She nodded and spun on her heels as she led him past the throne room and down a short flight of stairs. “How do you know your way around?”


“They all seem to use the same architect, or maybe it’s that whole genetic memory thing. If we’re lucky, the kitchen staff got curious too.”


She stopped by the door of the kitchen and looked at him. He nodded that he was ready and they slipped into the kitchen.  His eyes darted over a table laden with bowls and piles of vegetables. Pots and pans hung over a raging fireplace and bundles of dried herbs hung from the rafters. A large boned woman sat beside the table, her sleeves rolled up, a half plucked chicken in her lap. Siler stared at her while she stared at him, chicken feathers floating off her lap and onto the stone floor.


Just as she opened her mouth, Siler heard a zinging sound and an arc of blue fire traced over the woman. She slumped in her chair, the chicken rolling out of her lap. “It’s better for her,” Carter said. “They can’t blame her for letting us go if she’s unconscious.”


They pushed their way out the back door and into the open air. “Trees,” he said, pointing to their right. They ran to the cover of the trees and kept running, only stopping when they were a few hundred yards into the trees.


“We’ve got to beat them to the gate,” Carter said, breathing heavily. “It’ll take a couple of minutes to get that crystal installed and we’re sitting ducks.”


“Least we’re armed now,” Siler said.


She nodded. “Let’s go.”


They made their way toward the gate, their progress impeded by their need to stay off the trail. Even then, it took them less than twenty minutes to get to the gate clearing. “We beat them,” Siler said.


“Let’s hope it stays that way,” Carter said. “I’ll get the crystal installed and the gate open, you keep an eye on our six.”


“Yes, ma’am,” he said, holding up the zat.


“I’m going to dial Cimmeria. The second that gate is open, we run for it. We can contact Earth from there. Come on.”


They left the shelter of the trees and hurried towards the DHD. Carter knelt beside it and opened the panel while Siler scanned the trees. “This should only take a minute,” she said.


“Right.” He heard an ominous thunking sound and turned, needing to confirm what he already knew.  “Aah, major.”


“Ah hell,” she said.


“What do we do?”


“Hide.” She pulled the crystal out of the DHD and handed it to him.


They ran back towards the trees and ducked into cover just as the gate splashed open. “What if the goa’uld is back?” Siler asked.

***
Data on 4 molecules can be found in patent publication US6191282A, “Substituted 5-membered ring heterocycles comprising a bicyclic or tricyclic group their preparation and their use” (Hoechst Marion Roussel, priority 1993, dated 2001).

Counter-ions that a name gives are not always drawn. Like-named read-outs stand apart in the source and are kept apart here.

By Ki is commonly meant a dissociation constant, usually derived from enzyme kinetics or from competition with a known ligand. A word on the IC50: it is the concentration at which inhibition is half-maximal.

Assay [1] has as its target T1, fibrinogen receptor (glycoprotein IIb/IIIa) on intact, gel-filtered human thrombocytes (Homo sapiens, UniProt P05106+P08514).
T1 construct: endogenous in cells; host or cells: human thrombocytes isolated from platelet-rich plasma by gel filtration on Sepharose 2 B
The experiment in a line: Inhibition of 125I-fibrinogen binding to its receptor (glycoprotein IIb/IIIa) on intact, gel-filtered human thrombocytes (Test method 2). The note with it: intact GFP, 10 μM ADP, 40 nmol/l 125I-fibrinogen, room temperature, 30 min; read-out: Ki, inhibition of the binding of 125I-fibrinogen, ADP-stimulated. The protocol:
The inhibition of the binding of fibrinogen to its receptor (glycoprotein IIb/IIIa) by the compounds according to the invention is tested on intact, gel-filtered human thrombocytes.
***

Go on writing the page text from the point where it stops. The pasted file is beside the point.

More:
“If we’re lucky, him and his entourage will just march off to the garrison and we can put the crystal back in place and dial out and…” She stopped and stared at the people walking through the gate. “You’ve got to be kidding me.” She stood up and looked at Siler. “As glad as I am to see him—“


“He’ll be insufferable, won’t he…ma’am.”


“Insufferable is an understatement,” she said.  She whistled, then stepped out of the trees and into the open.  


“Carter, you know, if you wanted a little field trip, all you had to do was ask!” O’Neill said, walking towards them. Teal’c and the rest of SG-3 fanned out around the gate.


“I’ll remember that next time,” she answered. “How did you find us, sir?”


“Some egghead was rambling about proportions and explosions and jumping and…”


“What O’Neill is attempting to convey is the theory that the strength of the explosion is directly proportional to the distance the wormhole will jump between destinations,” Teal’c said.


Sam shrugged. “That actually makes sense.”


“Colonel, we have a problem,” one of the members of SG-3 called out. He was standing beside the DHD and attempting to activate the device.


“Ah, here,” Siler called out, holding up the control crystal as he walked towards the man.


“Where did you get that from?” O’Neill asked as the trumpet of a horn carried through the trees.


“O’Neill!” Teal’c called out. “This planet is not unoccupied.”


“The goa’uld garrison down the road. It’s kind of a long story, sir,” Carter said. 


“Ya think?” O’Neill said, raising his weapon as he moved them towards the DHD, all sense of teasing dropped.


“We never saw the total size of the garrison, but there’s probably a couple to a few dozen,” she said, holding her zat at the ready.


“Oh, so no big deal then,” O’Neill retorted as Teal’c moved to his side, his staff weapon armed and ready.